According to the Centers for Disease Control and Prevention, approximately two million U.S. adolescents may be severely obese and have obesity-related diseases, such as type II diabetes, sleep apnea and high blood pressure, conditions previously seen only in adults; 75 percent of obese children become morbidly obese adults. These health conditions are either resolved or significantly reduced with bariatric surgery.
- As of 2006, 11 percent of preschoolers ages 2 to 5, 15 percent of children ages 6 to 11 and 18 percent of adolescents ages 12 to 19 are overweight (1).
- Overweight adolescents have a 70 percent chance of becoming overweight or obese adults. This increases to 80 percent if one or more parent is overweight or obese (2).
- A study of 5- to 17-year-olds found that 70 percent of obese children had at least one risk factor for cardiovascular disease and 39 percent of obese children had at least two risk factors (3).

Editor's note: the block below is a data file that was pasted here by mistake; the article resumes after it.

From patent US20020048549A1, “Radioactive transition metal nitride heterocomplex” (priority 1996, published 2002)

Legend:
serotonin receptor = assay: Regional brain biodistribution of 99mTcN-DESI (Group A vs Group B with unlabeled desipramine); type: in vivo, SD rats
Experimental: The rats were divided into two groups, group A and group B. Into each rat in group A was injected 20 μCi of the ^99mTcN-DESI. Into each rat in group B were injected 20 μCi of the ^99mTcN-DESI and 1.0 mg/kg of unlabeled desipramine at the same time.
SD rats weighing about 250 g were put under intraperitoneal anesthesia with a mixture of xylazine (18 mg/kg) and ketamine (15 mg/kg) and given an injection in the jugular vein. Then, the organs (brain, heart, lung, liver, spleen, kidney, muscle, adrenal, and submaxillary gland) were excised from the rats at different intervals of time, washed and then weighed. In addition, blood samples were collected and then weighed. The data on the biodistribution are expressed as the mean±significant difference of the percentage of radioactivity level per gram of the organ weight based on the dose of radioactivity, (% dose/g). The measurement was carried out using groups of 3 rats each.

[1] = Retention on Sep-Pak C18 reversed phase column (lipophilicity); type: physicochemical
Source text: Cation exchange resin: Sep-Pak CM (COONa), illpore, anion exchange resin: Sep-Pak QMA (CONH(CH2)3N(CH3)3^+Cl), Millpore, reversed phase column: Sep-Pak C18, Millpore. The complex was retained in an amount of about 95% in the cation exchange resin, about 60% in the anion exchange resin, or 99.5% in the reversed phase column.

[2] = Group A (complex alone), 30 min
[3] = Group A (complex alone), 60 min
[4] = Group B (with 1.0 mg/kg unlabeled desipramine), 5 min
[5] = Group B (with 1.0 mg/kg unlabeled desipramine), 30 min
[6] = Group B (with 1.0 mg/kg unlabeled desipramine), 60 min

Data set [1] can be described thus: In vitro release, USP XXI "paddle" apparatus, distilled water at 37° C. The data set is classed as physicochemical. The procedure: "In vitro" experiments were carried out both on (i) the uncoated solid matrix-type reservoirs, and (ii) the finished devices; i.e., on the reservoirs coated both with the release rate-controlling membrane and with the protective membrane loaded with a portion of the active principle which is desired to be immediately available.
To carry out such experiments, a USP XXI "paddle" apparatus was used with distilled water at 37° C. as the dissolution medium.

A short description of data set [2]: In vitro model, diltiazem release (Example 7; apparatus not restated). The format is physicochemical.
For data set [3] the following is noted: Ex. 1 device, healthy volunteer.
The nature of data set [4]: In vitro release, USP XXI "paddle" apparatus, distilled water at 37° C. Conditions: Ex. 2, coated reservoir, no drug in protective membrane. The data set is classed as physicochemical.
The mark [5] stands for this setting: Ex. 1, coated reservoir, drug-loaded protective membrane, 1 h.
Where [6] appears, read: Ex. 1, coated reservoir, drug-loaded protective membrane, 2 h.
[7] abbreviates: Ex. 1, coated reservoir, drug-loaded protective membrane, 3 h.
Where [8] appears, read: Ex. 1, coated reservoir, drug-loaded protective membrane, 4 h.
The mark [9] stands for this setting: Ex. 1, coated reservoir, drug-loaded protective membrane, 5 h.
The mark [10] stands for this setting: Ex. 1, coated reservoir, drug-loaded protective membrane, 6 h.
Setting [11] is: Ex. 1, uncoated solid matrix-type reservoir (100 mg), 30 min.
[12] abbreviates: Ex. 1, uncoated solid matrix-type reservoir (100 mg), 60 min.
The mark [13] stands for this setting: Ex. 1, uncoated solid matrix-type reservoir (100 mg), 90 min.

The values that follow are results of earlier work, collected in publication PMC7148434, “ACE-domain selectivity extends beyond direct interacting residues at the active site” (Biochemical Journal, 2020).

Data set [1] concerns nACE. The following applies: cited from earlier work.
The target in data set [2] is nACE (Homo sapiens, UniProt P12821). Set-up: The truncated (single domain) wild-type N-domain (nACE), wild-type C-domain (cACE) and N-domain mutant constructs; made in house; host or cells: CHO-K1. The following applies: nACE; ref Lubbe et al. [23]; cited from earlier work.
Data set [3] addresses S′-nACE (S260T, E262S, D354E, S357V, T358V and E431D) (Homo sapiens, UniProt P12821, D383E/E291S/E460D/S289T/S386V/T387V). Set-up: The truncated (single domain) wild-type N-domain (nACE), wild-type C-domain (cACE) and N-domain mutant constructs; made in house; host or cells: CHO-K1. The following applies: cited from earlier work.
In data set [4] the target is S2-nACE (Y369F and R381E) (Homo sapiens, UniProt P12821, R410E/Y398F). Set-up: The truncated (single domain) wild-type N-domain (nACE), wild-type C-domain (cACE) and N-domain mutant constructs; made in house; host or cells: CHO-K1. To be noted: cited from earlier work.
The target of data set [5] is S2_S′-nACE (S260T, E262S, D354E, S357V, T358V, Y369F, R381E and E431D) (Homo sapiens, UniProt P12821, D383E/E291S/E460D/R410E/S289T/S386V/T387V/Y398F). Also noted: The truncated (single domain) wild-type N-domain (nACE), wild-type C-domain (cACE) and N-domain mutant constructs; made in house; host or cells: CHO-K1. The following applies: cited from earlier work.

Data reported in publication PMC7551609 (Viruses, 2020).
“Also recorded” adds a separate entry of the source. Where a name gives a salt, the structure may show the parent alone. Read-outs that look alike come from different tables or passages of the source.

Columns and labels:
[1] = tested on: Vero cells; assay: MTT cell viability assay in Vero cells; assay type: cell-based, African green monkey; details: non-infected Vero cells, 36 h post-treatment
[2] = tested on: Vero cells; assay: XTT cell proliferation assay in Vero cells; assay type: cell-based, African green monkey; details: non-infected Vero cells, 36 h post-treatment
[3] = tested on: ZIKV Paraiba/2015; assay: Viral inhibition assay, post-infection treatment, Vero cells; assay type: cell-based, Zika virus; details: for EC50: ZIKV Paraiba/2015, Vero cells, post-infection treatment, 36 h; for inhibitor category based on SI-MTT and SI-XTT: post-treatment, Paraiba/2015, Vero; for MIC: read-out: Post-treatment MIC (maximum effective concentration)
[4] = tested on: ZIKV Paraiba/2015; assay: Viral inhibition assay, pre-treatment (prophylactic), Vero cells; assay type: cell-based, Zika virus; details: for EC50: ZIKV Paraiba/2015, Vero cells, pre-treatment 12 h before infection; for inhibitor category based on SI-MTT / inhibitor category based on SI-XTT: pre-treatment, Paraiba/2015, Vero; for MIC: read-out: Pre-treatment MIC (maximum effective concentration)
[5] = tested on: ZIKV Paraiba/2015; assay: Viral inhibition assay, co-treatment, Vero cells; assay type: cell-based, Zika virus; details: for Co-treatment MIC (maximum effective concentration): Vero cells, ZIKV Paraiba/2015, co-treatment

Adolescents and Bariatric Surgery
- From 1996 through 2003 an estimated 2,744 adolescents nationwide had weight-loss surgery with the pace tripling between 2000 and 2003. (4)
- Today, 10 percent of children in the United States are obese. This rate has tripled since 1980. (5)
- Research shows that bariatric surgery may be an effective treatment for type II diabetes, high blood pressure and high cholesterol in extremely obese adolescents. (6)
(1) Buchwald, H. et al. Weight and Type 2 Diabetes after Bariatric Surgery: Systematic Review and Meta-analysis. American Journal of Medicine. 2009; 122(3): 205-206.
(2) Torquati, Alfonso, MD, MSCI, FACS, Wright, Kelly, MD, FACS, Melvin, Willie, MD, FACS, and Williams, Richard, MD, FACS. "Effect of Gastric Bypass Operation on Framingham and Actual Risk of Cardiovascular Events in Class II to III Obesity." Journal of the American College of Surgeons. Vol 204, No. 5, May 2007.
(3) Sjöström, Lars. Effects of Bariatric Surgery on Mortality in Swedish Obese Subjects. New England Journal of Medicine. 2007; 357:741-52.
(4) Study co written by Inge
(5) Centers for Disease Control and Prevention, 2009
(6) Inge, TH. Reversal of Type 2 Diabetes Mellitus and Improvements in Cardiovascular Risk Factors After Surgical Weight Loss in Adolescents. Pediatrics 2009; 123(1):214-222).